Singing instruction (although this is for another work – Sleep):[kml_flashembed movie="http://www.youtube.com/v/dWCTKnbqE6s?rel=0" width="425" height="350" wmode="transparent" /]


Recording instruction:[kml_flashembed movie="http://www.youtube.com/v/IrQRVI8y5j8?rel=0" width="425" height="350" wmode="transparent" /]


Conducting track (instruction first and then real time conducting kicks in at 5:18)[kml_flashembed movie="http://www.youtube.com/v/uh1c2xWVWiA?rel=0" width="425" height="350" wmode="transparent" /]

Score of Lux Aurumque (moves along with music)[kml_flashembed movie="http://www.youtube.com/v/aLBKyLT-j4w?rel=0" width="425" height="350" wmode="transparent" /]

Ideas are one thing and what happens another (John Cage 1912-92)

I must be getting younger and here’s what draws me to this unlikely conclusion. Have you ever had the experience where, relating an event and estimating its vintage, you discover that it took place, say, eleven years ago and not five? Does the tempo of life’s passing seem to hit home at such moments? Well, this morning I had the opposite experience. I heard that today marks the five-year anniversary of the official launch of YouTube – the Beta version having emerged some seven months earlier. I couldn’t believe it! Youtube – the third most visited website, after Google and Facebook – seems to have been part of my life for longer than I can remember. I can recall who first told me about Google and Facebook, but I don’t recall being led to YouTube – it just seemed always to be there.

What better way to mark this occasion than to stumble upon (if our networked world still permits such electronic happenstance) a video of the recording of a version of John Cage‘s 4′ 33′ by Cage Against The Machine (CATM). I’ll let The Guardian explain the provenance.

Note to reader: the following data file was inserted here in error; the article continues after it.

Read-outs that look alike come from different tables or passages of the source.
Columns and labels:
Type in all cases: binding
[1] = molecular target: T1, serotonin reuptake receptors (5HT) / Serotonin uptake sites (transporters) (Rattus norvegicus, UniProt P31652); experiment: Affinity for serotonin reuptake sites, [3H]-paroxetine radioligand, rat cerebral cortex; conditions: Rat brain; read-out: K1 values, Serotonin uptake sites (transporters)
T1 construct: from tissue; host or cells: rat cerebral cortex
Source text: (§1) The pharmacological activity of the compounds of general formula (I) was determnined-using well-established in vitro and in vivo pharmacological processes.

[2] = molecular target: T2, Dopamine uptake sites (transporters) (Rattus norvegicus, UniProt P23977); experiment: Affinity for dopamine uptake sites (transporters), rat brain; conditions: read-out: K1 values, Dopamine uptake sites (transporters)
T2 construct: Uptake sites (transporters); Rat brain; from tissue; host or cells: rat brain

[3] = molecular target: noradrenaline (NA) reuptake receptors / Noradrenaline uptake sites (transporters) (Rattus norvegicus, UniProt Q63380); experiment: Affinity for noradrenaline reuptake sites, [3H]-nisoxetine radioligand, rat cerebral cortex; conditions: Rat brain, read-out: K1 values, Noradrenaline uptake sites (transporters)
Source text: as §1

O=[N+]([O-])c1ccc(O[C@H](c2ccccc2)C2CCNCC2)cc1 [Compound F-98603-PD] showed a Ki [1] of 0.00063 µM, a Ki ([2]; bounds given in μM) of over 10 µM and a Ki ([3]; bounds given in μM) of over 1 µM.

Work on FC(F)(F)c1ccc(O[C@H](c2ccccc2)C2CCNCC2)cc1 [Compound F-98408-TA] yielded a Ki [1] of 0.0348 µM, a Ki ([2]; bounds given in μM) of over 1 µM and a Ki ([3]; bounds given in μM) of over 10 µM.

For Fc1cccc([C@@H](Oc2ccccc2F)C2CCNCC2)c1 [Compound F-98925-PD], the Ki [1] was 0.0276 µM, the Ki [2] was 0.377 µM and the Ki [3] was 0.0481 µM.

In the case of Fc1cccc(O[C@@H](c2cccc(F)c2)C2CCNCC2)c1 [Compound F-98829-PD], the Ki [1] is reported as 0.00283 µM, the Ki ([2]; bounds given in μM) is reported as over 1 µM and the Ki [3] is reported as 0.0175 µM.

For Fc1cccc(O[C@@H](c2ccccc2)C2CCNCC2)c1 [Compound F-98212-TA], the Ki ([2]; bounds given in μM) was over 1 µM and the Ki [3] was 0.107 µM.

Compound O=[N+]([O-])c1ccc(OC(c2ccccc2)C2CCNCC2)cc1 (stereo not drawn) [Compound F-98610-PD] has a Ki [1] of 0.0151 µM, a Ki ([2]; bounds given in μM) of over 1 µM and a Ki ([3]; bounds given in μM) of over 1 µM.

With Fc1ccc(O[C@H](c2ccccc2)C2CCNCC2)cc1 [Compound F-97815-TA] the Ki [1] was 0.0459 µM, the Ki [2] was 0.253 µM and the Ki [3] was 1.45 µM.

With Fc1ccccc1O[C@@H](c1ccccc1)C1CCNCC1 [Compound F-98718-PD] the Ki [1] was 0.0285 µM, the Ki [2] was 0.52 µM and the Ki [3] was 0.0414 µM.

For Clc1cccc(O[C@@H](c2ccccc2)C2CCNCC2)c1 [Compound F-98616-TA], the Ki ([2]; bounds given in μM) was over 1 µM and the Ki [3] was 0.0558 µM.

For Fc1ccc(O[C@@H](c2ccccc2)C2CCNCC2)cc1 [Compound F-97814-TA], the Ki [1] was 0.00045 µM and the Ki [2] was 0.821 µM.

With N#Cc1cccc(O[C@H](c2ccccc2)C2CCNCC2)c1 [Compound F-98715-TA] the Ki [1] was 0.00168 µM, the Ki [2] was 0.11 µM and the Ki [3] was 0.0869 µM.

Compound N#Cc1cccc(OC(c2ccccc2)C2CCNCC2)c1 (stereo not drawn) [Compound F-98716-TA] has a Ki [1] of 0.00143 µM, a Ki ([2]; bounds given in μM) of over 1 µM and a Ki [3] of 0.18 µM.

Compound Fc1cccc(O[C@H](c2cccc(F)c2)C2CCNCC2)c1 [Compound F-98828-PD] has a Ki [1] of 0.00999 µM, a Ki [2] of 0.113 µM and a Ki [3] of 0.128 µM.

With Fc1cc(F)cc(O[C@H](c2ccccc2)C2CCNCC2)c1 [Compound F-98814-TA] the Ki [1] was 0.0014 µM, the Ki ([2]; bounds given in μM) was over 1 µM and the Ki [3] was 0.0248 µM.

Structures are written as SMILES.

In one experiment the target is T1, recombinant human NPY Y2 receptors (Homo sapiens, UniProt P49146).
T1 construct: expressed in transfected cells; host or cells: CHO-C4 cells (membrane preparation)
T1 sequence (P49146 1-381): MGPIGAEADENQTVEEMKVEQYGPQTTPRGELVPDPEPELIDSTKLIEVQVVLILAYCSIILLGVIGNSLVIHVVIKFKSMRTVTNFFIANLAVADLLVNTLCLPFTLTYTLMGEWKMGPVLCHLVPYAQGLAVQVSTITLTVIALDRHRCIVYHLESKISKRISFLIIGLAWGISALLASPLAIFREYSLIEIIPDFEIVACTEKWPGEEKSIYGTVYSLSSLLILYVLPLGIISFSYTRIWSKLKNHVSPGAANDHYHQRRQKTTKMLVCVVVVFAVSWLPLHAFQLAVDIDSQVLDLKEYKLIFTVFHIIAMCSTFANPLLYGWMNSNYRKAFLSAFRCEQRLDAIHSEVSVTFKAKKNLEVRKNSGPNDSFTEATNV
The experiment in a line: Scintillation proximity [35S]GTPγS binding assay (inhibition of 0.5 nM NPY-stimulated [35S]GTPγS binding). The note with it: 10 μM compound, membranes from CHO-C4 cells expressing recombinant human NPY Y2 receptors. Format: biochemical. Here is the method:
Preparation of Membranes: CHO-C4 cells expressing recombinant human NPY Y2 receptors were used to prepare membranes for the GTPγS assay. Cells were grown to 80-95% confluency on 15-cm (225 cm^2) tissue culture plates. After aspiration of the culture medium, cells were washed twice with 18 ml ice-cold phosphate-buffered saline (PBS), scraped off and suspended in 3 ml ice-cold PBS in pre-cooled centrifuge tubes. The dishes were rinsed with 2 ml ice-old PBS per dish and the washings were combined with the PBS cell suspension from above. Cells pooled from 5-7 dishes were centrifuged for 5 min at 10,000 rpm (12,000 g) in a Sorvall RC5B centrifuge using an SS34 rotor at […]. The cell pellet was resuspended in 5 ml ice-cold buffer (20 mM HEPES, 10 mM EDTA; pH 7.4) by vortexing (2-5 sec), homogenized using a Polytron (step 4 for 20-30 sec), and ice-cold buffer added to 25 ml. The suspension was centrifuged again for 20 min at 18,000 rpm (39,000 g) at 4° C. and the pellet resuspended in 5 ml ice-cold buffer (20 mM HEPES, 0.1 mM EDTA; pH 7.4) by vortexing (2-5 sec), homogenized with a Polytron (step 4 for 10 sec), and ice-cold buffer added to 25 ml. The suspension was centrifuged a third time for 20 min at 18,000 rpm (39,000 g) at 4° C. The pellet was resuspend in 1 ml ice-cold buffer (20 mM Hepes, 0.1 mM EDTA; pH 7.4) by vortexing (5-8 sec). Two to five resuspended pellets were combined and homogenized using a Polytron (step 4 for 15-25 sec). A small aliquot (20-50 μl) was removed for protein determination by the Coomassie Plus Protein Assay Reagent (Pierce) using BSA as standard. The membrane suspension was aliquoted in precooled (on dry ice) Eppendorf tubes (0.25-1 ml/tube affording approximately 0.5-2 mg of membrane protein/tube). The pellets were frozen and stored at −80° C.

This much misunderstood and maligned piece is thought to be about silence – and only that. However, Cage’s intention was to allow listeners the time and space to notice and enjoy life’s everyday sounds, which we often take for granted, undervalue and ignore.

This film has some nice touches: introductory remarks to the musicians; performances phoned in by artists not available on the day of recording (4:00 into film); a variety of responses to the situation – some having fun, others perhaps a little self-conscious and some looking reflective/reverential. I’m no authority, but I suspect that John Cage would have been happy at recent events and would have smiled at those in the film, smiling and swaying, arm in arm and in time.[kml_flashembed movie="http://www.youtube.com/v/GYedTIMAf7E?rel=0" width="425" height="350" wmode="transparent" /]

p.s. Re the title of this post – have a look at the story of CATM (the text on grey background) here.

What are conductors for?

What are conductors for? This is a question often asked by those outside the world of music – and sometimes by those in it.

In the following three videos, Semyon Bychkov explains very articulately the collaborative and personal business of preparing for performance. There are some very interesting examples of his forensic research and some interesting points about a subject dear to my heart – the connections between music and language.

[kml_flashembed movie="http://www.youtube.com/v/ojyfjs7vU8E?rel=0" width="425" height="350" wmode="transparent" /]

[kml_flashembed movie="http://www.youtube.com/v/2jIv6kqX7SE?rel=0" width="425" height="350" wmode="transparent" /]

[kml_flashembed movie="http://www.youtube.com/v/ev3YCPO45vM?rel=0" width="425" height="350" wmode="transparent" /]

If I’m entirely honest, I have to confess that I hadn’t heard of Bychkov until this morning when I heard him in a fascinating interview with Tom Service on approaching the music of Wagner – and the associated difficulties. A sucker for a nicely turned phrase, I noticed his gift for aphorism e.g. “in the end, the beauty of life is infinitely greater than the weaknesses of those who go through it.”

You can hear that interview here.

Instrumental Tuition in Aberdeen in danger

Although this is a grim and worrying situation, it is encouraging to read that pupils are taking action. In addition to the threat to their learning, it is interesting to see social consequences highlighted by one pupil:

“The bands, choirs and orchestras we attend are a big part of our social life and are where we meet our friends from different schools across the city.”

Unsurprisingly, the students are using a social networking site to organise.

A petition – which articulately outlines many the extra-music benefits of instrumental tuition –  can be found here.